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- The Best Reviewed Books of the WeekMay 25, 2018
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Claudia Rankine took the stage at BAM on Tuesday night as part of the venue’s Eat, Drink, and Be Literary series (presented in partnership with the National Book Foundation)—one of my very favorite arts programs in New York. Even before she spoke, during the eating and drinking portion, the atmosphere felt charged, buzzy and expectant—much more so than it had been the previous week with Ben Lerner. Don’t get me wrong—Lerner was wonderful, and I maintain that he is essential to the future of literature, but in retrospect, his event seems polite, academic, and perhaps a bit distant from the current concerns of many of the audience members. In contrast, the crowd on Tuesday night—who had all just gotten the news that James Comey had been fired—looked to Rankine as a prophet or a seer, some kind of utterly un-hokey guru. We interrupted many of her answers with clapping. There were shouts of “hear, hear!” The questions asked of Ben Lerner were about craft, about genre, about process. The questions asked of Claudia Rankine were more desperate. The questions were: what will happen to us? How do we live in this world? She didn’t have all the answers, of course. But she had a few.
Below, a few highlights from her conversation with Lorin Stein and the ensuing audience Q&A, edited and condensed for clarity and concision.
On the real horror of the current moment:
I think right after the election there was a kind of malaise. Everybody was devastated. There was that phrase, it was something like, I’m as well as I can be, given the situation. So everybody was saying that. And then we started walking it back, you know. Well, at least it’s out in the open. Well, maybe he’ll be impeached. Well . . . So, the horror, which is always the problem with these things, is that we begin to assimilate, and readjust to the unacceptable. And I’m not excluding myself from this. We are now sort of back to business as usual. And that is what is frightening about this. I mean, is it true that Planned Parenthood is defunded? Is that true? You know, all of these things are coming, and you’re like, is that, is that right? So I’m a little bit worried about what we have the capacity to accept. And live with. And at what point we’ll lose the curiosity around what this administration is up to. While lives will be affected day in and day out. I mean, the new health care bill, what does that say exactly? It’s a disheartening time.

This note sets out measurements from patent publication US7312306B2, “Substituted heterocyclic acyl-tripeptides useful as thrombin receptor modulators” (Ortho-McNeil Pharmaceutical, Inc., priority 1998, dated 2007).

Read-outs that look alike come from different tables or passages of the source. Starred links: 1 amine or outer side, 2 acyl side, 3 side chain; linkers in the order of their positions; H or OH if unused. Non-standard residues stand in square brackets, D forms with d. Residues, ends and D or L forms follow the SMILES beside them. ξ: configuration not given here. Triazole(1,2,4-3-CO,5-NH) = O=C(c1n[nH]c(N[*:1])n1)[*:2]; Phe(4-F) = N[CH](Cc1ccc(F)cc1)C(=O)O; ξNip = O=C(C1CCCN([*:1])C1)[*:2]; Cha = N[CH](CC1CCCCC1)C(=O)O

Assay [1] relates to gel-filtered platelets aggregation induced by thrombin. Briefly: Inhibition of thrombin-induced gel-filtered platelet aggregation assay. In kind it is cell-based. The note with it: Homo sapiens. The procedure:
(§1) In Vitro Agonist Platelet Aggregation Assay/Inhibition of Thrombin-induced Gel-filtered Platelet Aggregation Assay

There’s a phrase called “moral injury.” Does anybody know that phrase, moral injury? It’s a phrase they use for the military, and it’s when a soldier goes into war, goes into battle—and the things that they’re forced to do, the things that they’re forced to see, don’t line up with who they are as human beings. And so they experience a break in themselves. That’s what’s called the moral injury: their moral idea of how they are in the world has been broken, and they’ve become broken because of it. I almost wish that we didn’t have the capacity to stave that off, as citizens. That it didn’t have to be that we went to a war zone to get there. That we could understand as human beings that certain things should not be acceptable. That they don’t line up with us as human beings. Not as women, or white people, or black people, or Asian people, or Hispanics, or whatever—as human beings. And that when we are confronted with that, at that moment, does he have a birth certificate for example, at that moment, not this moment, that moment, that we would have understood that that was a moral injury.
On the new play she’s written, and trying to talk about whiteness to white people:
The play came about because after Citizen, I was often in a situation like this—never like this. Not [with] dinner. But with many people in a room. And we would have these Q&As. I realized that people are not in the habit of talking about race. Especially not mixed-race company. For example, I was somewhere and this white gentleman got up and he said, “Ms. Rankine, that was a wonderful reading, I’m so moved by your work, I think you’re so right about the injustice, with the police and everything else—what can I do for you?” And I said to him, well, nothing. You can do nothing for me, I don’t need you to do anything for me. I do need you to understand that all of this stuff is killing you, too. To quote Fred Moten. However softly. You stupid motherfucker, is what Fred Moten said, in the quote. But I didn’t say that part. I just said, look, this stuff should just be unacceptable for you. It should be unacceptable for you. And that man said to me, and I quote, he said: “Well, I can take it, but if you’re going to answer questions like that, you’re gonna shut down everybody else in this audience.” I was like, wait, I thought we were friends! I thought you liked my work! It turned on a dime.